This chapter, in a book shortlisted for the BAAL book prize in 2001, looks at the implications of conducting ethnographic research in a development policy context. Based on an impact study designed to evaluate the links between a women's literacy programme and family planning take-up in Nepal, the chapter examines the conflicting assumptions of the researchers, research participants and policy makers who sponsored the study. This detailed analysis of the process of introducing ethnographic research into a policy context dominated by quantitative approaches has had an impact on several development programmes adopting qualitative research methods within their evaluation and planning procedures. The chapter has been used as a key text in teaching of research methodology on literacy planning and policy courses, particularly at the Universities of Pennsylvania, Columbia and Lancaster. This chapter was refereed by the book editor (Brian Street), series editor (David Barton) and other contributors to the book.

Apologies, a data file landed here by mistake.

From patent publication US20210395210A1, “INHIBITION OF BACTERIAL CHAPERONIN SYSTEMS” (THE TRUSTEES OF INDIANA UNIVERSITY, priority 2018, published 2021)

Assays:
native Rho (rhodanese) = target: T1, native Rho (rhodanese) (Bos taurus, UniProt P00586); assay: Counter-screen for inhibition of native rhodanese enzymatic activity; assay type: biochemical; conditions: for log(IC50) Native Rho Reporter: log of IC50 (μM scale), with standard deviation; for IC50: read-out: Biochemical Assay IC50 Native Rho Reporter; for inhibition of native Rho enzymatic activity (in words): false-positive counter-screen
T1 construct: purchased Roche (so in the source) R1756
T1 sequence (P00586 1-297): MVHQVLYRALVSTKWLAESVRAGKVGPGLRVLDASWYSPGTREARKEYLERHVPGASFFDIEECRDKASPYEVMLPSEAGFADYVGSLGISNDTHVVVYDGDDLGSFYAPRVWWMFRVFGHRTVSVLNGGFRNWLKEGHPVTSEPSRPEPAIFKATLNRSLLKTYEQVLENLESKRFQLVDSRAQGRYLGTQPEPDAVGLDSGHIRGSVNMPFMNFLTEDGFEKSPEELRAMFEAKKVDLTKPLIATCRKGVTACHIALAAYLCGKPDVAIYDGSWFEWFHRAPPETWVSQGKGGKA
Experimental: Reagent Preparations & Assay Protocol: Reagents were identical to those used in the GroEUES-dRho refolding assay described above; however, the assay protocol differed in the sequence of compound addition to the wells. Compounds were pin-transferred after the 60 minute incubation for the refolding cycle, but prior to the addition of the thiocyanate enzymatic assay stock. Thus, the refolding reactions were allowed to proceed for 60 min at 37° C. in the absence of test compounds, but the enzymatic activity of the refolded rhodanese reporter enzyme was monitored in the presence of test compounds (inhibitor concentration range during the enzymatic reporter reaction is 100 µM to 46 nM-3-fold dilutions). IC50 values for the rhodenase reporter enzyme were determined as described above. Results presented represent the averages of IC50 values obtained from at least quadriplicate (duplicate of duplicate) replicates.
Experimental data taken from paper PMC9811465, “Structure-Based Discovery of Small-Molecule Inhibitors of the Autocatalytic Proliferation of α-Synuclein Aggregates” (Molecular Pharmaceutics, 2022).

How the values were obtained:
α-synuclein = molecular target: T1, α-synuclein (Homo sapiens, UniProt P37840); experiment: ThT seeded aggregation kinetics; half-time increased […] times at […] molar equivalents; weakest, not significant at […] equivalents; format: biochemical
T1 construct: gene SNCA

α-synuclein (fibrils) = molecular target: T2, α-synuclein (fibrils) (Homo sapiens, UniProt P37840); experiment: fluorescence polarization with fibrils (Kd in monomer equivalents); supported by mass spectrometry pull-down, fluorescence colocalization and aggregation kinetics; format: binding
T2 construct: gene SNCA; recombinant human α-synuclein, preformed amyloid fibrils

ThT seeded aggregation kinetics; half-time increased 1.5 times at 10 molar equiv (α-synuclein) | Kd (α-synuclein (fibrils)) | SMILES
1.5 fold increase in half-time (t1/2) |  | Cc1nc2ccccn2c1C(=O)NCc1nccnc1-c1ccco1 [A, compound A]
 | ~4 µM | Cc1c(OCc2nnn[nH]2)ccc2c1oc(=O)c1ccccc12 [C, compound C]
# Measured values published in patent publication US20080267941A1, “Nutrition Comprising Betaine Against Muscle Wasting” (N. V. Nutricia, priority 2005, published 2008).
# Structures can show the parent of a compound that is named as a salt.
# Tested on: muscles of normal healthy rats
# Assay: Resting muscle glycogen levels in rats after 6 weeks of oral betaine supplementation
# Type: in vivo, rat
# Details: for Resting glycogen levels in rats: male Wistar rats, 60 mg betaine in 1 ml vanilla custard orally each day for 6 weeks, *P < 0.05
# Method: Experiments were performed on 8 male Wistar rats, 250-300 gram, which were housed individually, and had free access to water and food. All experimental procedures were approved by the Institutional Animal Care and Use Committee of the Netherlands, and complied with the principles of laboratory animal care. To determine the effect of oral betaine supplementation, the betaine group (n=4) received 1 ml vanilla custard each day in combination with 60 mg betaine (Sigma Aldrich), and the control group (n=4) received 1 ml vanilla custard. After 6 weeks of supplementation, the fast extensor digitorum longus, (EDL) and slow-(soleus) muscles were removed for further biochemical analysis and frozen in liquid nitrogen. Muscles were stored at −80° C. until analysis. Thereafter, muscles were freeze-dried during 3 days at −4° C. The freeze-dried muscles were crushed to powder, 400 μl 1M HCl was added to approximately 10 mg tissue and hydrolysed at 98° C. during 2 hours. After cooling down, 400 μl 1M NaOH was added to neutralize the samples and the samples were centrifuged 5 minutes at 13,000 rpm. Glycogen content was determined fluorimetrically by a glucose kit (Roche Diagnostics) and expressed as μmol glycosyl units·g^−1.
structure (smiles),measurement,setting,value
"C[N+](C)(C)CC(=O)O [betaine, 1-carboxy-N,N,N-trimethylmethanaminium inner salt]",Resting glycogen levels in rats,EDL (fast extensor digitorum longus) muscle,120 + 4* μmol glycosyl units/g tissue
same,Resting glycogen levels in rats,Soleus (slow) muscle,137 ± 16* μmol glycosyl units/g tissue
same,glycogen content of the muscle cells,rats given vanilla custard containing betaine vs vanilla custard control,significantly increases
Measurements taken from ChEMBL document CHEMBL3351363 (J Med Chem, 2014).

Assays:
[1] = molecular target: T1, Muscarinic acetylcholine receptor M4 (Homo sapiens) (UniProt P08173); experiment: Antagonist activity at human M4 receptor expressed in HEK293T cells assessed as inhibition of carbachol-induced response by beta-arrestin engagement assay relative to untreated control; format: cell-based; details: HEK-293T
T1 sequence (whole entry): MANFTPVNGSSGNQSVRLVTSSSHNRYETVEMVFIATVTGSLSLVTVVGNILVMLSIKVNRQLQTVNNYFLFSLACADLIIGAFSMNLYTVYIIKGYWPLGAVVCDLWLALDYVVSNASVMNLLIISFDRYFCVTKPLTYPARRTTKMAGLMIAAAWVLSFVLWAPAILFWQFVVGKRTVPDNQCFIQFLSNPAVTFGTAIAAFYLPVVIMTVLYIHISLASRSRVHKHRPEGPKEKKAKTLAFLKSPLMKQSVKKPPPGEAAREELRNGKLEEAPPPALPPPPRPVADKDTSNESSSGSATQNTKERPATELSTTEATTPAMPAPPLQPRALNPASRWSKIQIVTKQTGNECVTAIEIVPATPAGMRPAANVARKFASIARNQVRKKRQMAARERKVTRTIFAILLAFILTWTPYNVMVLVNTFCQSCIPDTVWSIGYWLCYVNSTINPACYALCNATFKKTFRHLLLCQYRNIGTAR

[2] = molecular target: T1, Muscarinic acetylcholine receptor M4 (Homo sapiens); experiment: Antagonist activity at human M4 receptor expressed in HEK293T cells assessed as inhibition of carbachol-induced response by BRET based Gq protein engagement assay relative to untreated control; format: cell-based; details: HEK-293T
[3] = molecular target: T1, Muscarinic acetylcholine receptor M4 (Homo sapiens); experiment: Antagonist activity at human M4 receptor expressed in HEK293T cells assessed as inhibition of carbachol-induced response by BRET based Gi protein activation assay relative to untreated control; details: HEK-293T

|Title of host publication||Literacy and Development: Ethnographic Perspectives|
|Number of pages||19|
|Publication status||Published - 2001|